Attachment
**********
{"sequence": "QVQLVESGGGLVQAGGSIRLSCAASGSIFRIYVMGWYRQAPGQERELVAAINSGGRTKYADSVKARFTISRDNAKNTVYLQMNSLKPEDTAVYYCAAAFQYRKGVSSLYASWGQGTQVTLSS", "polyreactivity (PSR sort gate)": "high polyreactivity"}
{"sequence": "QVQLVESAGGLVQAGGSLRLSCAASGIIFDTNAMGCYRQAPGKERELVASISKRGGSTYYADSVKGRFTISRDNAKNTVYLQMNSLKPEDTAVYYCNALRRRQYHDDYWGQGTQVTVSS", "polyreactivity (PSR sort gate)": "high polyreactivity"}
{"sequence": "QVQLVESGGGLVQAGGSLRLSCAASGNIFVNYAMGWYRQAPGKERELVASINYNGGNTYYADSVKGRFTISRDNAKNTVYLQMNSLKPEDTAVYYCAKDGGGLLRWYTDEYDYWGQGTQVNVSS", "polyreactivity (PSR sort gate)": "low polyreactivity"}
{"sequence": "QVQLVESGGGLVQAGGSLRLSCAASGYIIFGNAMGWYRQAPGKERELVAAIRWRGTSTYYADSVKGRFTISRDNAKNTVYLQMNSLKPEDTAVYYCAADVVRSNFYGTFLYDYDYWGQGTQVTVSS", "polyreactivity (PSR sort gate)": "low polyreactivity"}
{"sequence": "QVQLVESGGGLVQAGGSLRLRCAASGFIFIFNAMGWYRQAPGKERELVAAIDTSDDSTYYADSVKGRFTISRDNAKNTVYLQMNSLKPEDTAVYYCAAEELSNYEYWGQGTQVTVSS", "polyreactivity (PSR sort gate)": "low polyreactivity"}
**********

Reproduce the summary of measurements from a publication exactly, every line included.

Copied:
{"sequence": "QVQLVESGGGLVQAGGSIRLSCAASGSIFRIYVMGWYRQAPGQERELVAAINSGGRTKYADSVKARFTISRDNAKNTVYLQMNSLKPEDTAVYYCAAAFQYRKGVSSLYASWGQGTQVTLSS", "polyreactivity (PSR sort gate)": "high polyreactivity"}
{"sequence": "QVQLVESAGGLVQAGGSLRLSCAASGIIFDTNAMGCYRQAPGKERELVASISKRGGSTYYADSVKGRFTISRDNAKNTVYLQMNSLKPEDTAVYYCNALRRRQYHDDYWGQGTQVTVSS", "polyreactivity (PSR sort gate)": "high polyreactivity"}
{"sequence": "QVQLVESGGGLVQAGGSLRLSCAASGNIFVNYAMGWYRQAPGKERELVASINYNGGNTYYADSVKGRFTISRDNAKNTVYLQMNSLKPEDTAVYYCAKDGGGLLRWYTDEYDYWGQGTQVNVSS", "polyreactivity (PSR sort gate)": "low polyreactivity"}
{"sequence": "QVQLVESGGGLVQAGGSLRLSCAASGYIIFGNAMGWYRQAPGKERELVAAIRWRGTSTYYADSVKGRFTISRDNAKNTVYLQMNSLKPEDTAVYYCAADVVRSNFYGTFLYDYDYWGQGTQVTVSS", "polyreactivity (PSR sort gate)": "low polyreactivity"}
{"sequence": "QVQLVESGGGLVQAGGSLRLRCAASGFIFIFNAMGWYRQAPGKERELVAAIDTSDDSTYYADSVKGRFTISRDNAKNTVYLQMNSLKPEDTAVYYCAAEELSNYEYWGQGTQVTVSS", "polyreactivity (PSR sort gate)": "low polyreactivity"}